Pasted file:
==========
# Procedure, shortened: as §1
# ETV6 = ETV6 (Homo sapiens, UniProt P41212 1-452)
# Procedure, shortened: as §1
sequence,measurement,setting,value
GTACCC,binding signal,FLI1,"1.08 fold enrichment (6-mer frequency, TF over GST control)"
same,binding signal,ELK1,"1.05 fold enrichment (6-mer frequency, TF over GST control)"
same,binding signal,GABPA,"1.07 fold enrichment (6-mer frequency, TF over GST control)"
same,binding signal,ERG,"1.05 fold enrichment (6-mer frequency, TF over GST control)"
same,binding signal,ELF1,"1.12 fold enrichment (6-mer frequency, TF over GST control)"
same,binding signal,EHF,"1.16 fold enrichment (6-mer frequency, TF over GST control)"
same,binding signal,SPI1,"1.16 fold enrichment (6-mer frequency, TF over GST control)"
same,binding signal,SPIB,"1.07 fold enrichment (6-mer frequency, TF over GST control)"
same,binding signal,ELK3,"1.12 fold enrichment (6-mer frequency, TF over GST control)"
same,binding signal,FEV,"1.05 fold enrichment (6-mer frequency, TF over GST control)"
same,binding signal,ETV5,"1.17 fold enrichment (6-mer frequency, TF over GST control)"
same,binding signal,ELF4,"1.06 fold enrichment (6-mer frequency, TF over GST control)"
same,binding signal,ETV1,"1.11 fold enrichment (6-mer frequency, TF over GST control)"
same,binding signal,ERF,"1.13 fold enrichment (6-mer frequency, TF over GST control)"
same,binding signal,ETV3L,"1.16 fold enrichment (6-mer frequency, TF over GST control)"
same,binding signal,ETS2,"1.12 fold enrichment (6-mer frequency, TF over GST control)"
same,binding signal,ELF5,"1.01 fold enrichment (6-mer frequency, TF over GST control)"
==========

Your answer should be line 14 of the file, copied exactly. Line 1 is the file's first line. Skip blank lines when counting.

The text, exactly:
same,binding signal,FEV,"1.05 fold enrichment (6-mer frequency, TF over GST control)"